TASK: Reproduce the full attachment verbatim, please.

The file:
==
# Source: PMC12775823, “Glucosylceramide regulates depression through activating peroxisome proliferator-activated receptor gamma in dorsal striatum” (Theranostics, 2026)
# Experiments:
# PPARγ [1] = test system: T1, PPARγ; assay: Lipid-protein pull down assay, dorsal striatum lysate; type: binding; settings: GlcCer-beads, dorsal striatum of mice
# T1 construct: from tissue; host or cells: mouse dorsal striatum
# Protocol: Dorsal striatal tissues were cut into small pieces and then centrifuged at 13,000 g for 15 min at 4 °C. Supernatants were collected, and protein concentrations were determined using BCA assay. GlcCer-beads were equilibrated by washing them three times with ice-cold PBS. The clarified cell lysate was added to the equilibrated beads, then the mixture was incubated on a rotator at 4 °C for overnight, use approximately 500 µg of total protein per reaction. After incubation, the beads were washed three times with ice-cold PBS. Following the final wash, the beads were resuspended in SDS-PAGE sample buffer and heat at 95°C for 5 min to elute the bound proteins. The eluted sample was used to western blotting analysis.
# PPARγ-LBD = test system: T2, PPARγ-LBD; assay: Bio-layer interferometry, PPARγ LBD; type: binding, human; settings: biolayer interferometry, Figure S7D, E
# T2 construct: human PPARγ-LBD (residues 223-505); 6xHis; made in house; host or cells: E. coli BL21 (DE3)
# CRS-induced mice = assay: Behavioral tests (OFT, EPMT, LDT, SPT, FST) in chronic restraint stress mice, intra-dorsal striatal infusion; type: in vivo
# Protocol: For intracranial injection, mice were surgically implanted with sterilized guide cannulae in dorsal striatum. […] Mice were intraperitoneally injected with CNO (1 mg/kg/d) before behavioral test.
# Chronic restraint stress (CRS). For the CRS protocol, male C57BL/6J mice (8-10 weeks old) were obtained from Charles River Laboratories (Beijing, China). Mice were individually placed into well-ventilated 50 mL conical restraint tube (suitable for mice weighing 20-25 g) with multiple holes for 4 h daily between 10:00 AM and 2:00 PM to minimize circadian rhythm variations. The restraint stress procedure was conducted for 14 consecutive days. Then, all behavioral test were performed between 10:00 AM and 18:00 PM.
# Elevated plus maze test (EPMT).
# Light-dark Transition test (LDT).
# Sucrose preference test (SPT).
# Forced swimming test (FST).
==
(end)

# Source: PMC12775823, “Glucosylceramide regulates depression through activating peroxisome proliferator-activated receptor gamma in dorsal striatum” (Theranostics, 2026)
# Experiments:
# PPARγ [1] = test system: T1, PPARγ; assay: Lipid-protein pull down assay, dorsal striatum lysate; type: binding; settings: GlcCer-beads, dorsal striatum of mice
# T1 construct: from tissue; host or cells: mouse dorsal striatum
# Protocol: Dorsal striatal tissues were cut into small pieces and then centrifuged at 13,000 g for 15 min at 4 °C. Supernatants were collected, and protein concentrations were determined using BCA assay. GlcCer-beads were equilibrated by washing them three times with ice-cold PBS. The clarified cell lysate was added to the equilibrated beads, then the mixture was incubated on a rotator at 4 °C for overnight, use approximately 500 µg of total protein per reaction. After incubation, the beads were washed three times with ice-cold PBS. Following the final wash, the beads were resuspended in SDS-PAGE sample buffer and heat at 95°C for 5 min to elute the bound proteins. The eluted sample was used to western blotting analysis.
# PPARγ-LBD = test system: T2, PPARγ-LBD; assay: Bio-layer interferometry, PPARγ LBD; type: binding, human; settings: biolayer interferometry, Figure S7D, E
# T2 construct: human PPARγ-LBD (residues 223-505); 6xHis; made in house; host or cells: E. coli BL21 (DE3)
# CRS-induced mice = assay: Behavioral tests (OFT, EPMT, LDT, SPT, FST) in chronic restraint stress mice, intra-dorsal striatal infusion; type: in vivo
# Protocol: For intracranial injection, mice were surgically implanted with sterilized guide cannulae in dorsal striatum. […] Mice were intraperitoneally injected with CNO (1 mg/kg/d) before behavioral test.
# Chronic restraint stress (CRS). For the CRS protocol, male C57BL/6J mice (8-10 weeks old) were obtained from Charles River Laboratories (Beijing, China). Mice were individually placed into well-ventilated 50 mL conical restraint tube (suitable for mice weighing 20-25 g) with multiple holes for 4 h daily between 10:00 AM and 2:00 PM to minimize circadian rhythm variations. The restraint stress procedure was conducted for 14 consecutive days. Then, all behavioral test were performed between 10:00 AM and 18:00 PM.
# Elevated plus maze test (EPMT).
# Light-dark Transition test (LDT).
# Sucrose preference test (SPT).
# Forced swimming test (FST).